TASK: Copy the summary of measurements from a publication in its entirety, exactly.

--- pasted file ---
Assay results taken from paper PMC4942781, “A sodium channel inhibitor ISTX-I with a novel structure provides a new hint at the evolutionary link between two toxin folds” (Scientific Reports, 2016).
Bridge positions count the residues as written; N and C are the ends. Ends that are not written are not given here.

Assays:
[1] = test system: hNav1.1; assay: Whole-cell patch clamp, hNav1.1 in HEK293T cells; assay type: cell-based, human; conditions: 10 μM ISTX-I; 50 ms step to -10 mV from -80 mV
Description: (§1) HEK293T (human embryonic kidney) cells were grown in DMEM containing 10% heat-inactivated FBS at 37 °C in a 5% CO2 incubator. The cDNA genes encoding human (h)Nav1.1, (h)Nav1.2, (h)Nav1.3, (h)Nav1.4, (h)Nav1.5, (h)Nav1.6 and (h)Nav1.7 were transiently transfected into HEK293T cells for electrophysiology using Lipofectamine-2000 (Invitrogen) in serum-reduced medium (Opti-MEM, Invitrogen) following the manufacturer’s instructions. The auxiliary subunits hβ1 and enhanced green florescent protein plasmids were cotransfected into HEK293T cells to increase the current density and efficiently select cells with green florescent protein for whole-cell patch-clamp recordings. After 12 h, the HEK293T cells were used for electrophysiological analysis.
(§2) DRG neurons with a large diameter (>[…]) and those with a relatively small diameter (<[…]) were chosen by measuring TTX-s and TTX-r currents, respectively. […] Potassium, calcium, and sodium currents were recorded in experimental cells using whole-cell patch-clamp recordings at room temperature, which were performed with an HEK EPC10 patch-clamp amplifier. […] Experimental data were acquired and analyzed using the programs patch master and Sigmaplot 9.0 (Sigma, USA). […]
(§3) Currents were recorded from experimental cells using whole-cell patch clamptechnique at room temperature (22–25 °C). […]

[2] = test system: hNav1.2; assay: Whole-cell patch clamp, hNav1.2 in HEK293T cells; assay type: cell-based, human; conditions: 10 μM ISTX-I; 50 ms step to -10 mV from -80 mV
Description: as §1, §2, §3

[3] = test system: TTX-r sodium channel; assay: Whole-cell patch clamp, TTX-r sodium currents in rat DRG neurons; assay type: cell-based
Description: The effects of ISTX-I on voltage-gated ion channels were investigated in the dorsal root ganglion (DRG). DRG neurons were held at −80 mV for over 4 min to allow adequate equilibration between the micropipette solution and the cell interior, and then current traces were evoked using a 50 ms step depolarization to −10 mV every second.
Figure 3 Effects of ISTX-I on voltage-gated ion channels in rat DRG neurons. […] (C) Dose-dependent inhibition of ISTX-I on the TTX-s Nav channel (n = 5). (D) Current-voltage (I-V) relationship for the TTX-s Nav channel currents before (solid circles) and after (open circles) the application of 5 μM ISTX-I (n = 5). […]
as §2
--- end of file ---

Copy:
Assay results taken from paper PMC4942781, “A sodium channel inhibitor ISTX-I with a novel structure provides a new hint at the evolutionary link between two toxin folds” (Scientific Reports, 2016).
Bridge positions count the residues as written; N and C are the ends. Ends that are not written are not given here.

Assays:
[1] = test system: hNav1.1; assay: Whole-cell patch clamp, hNav1.1 in HEK293T cells; assay type: cell-based, human; conditions: 10 μM ISTX-I; 50 ms step to -10 mV from -80 mV
Description: (§1) HEK293T (human embryonic kidney) cells were grown in DMEM containing 10% heat-inactivated FBS at 37 °C in a 5% CO2 incubator. The cDNA genes encoding human (h)Nav1.1, (h)Nav1.2, (h)Nav1.3, (h)Nav1.4, (h)Nav1.5, (h)Nav1.6 and (h)Nav1.7 were transiently transfected into HEK293T cells for electrophysiology using Lipofectamine-2000 (Invitrogen) in serum-reduced medium (Opti-MEM, Invitrogen) following the manufacturer’s instructions. The auxiliary subunits hβ1 and enhanced green florescent protein plasmids were cotransfected into HEK293T cells to increase the current density and efficiently select cells with green florescent protein for whole-cell patch-clamp recordings. After 12 h, the HEK293T cells were used for electrophysiological analysis.
(§2) DRG neurons with a large diameter (>[…]) and those with a relatively small diameter (<[…]) were chosen by measuring TTX-s and TTX-r currents, respectively. […] Potassium, calcium, and sodium currents were recorded in experimental cells using whole-cell patch-clamp recordings at room temperature, which were performed with an HEK EPC10 patch-clamp amplifier. […] Experimental data were acquired and analyzed using the programs patch master and Sigmaplot 9.0 (Sigma, USA). […]
(§3) Currents were recorded from experimental cells using whole-cell patch clamptechnique at room temperature (22–25 °C). […]

[2] = test system: hNav1.2; assay: Whole-cell patch clamp, hNav1.2 in HEK293T cells; assay type: cell-based, human; conditions: 10 μM ISTX-I; 50 ms step to -10 mV from -80 mV
Description: as §1, §2, §3

[3] = test system: TTX-r sodium channel; assay: Whole-cell patch clamp, TTX-r sodium currents in rat DRG neurons; assay type: cell-based
Description: The effects of ISTX-I on voltage-gated ion channels were investigated in the dorsal root ganglion (DRG). DRG neurons were held at −80 mV for over 4 min to allow adequate equilibration between the micropipette solution and the cell interior, and then current traces were evoked using a 50 ms step depolarization to −10 mV every second.
Figure 3 Effects of ISTX-I on voltage-gated ion channels in rat DRG neurons. […] (C) Dose-dependent inhibition of ISTX-I on the TTX-s Nav channel (n = 5). (D) Current-voltage (I-V) relationship for the TTX-s Nav channel currents before (solid circles) and after (open circles) the application of 5 μM ISTX-I (n = 5). […]
as §2